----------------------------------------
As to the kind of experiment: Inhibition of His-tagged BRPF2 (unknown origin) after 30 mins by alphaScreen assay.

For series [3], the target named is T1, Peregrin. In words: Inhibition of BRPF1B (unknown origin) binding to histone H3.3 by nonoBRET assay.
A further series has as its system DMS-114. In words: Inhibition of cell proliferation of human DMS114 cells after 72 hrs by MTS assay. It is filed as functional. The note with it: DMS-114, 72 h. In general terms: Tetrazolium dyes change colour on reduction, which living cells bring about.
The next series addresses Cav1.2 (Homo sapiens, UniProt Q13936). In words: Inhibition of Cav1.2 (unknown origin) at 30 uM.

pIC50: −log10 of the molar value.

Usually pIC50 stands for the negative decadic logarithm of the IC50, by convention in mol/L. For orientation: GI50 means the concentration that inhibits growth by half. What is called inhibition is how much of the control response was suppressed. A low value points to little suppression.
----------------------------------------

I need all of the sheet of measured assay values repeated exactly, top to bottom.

As to the kind of experiment: Inhibition of His-tagged BRPF2 (unknown origin) after 30 mins by alphaScreen assay.

For series [3], the target named is T1, Peregrin. In words: Inhibition of BRPF1B (unknown origin) binding to histone H3.3 by nonoBRET assay.
A further series has as its system DMS-114. In words: Inhibition of cell proliferation of human DMS114 cells after 72 hrs by MTS assay. It is filed as functional. The note with it: DMS-114, 72 h. In general terms: Tetrazolium dyes change colour on reduction, which living cells bring about.
The next series addresses Cav1.2 (Homo sapiens, UniProt Q13936). In words: Inhibition of Cav1.2 (unknown origin) at 30 uM.

pIC50: −log10 of the molar value.

Usually pIC50 stands for the negative decadic logarithm of the IC50, by convention in mol/L. For orientation: GI50 means the concentration that inhibits growth by half. What is called inhibition is how much of the control response was suppressed. A low value points to little suppression.